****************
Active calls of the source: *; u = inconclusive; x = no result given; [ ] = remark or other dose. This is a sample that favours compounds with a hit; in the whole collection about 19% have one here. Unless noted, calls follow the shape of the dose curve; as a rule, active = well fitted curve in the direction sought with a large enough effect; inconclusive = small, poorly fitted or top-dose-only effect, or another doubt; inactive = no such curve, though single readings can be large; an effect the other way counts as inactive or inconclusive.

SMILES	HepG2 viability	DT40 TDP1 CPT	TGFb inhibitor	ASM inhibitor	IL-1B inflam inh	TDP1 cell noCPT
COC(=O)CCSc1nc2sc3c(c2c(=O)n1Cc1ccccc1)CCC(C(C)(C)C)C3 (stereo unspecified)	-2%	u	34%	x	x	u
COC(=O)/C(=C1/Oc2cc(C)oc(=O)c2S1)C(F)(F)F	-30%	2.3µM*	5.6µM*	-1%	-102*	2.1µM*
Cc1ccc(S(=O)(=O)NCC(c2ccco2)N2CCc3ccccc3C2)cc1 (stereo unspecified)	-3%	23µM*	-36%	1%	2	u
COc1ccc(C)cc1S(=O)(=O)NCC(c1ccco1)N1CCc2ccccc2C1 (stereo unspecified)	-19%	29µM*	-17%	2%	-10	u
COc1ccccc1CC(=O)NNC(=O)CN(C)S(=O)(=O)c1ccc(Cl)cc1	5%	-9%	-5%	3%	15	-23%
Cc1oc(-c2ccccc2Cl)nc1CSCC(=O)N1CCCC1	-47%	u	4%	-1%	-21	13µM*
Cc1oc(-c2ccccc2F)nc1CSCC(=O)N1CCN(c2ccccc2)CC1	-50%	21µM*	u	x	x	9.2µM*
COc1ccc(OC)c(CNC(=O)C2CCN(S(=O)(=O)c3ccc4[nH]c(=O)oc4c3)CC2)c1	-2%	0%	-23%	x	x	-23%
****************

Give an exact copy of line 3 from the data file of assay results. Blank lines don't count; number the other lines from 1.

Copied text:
COC(=O)CCSc1nc2sc3c(c2c(=O)n1Cc1ccccc1)CCC(C(C)(C)C)C3 (stereo unspecified)	-2%	u	34%	x	x	u